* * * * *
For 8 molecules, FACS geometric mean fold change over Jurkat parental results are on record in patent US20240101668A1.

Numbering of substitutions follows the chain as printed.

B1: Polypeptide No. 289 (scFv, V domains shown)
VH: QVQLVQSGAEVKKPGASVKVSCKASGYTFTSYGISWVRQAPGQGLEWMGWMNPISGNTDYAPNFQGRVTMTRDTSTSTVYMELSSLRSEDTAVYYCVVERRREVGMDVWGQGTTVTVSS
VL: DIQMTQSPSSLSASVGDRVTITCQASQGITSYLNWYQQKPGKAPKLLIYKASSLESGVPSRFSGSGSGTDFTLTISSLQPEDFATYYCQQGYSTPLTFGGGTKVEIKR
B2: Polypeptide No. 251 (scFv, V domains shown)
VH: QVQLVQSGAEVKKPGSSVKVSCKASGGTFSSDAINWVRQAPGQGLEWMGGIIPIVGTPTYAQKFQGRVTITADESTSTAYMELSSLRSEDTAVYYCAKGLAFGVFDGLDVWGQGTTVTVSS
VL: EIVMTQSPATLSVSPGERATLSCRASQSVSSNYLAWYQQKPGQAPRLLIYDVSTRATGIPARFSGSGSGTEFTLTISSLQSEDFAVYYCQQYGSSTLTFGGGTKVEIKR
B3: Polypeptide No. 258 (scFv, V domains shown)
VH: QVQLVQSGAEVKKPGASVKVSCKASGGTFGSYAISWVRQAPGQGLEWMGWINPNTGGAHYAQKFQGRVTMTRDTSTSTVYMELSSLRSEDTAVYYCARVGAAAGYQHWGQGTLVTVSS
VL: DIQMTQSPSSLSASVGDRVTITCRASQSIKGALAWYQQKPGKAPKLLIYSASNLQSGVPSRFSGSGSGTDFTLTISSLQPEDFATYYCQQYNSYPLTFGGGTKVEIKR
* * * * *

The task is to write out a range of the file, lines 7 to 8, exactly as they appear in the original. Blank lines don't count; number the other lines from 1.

VH: QVQLVQSGAEVKKPGSSVKVSCKASGGTFSSDAINWVRQAPGQGLEWMGGIIPIVGTPTYAQKFQGRVTITADESTSTAYMELSSLRSEDTAVYYCAKGLAFGVFDGLDVWGQGTTVTVSS
VL: EIVMTQSPATLSVSPGERATLSCRASQSVSSNYLAWYQQKPGQAPRLLIYDVSTRATGIPARFSGSGSGTEFTLTISSLQSEDFAVYYCQQYGSSTLTFGGGTKVEIKR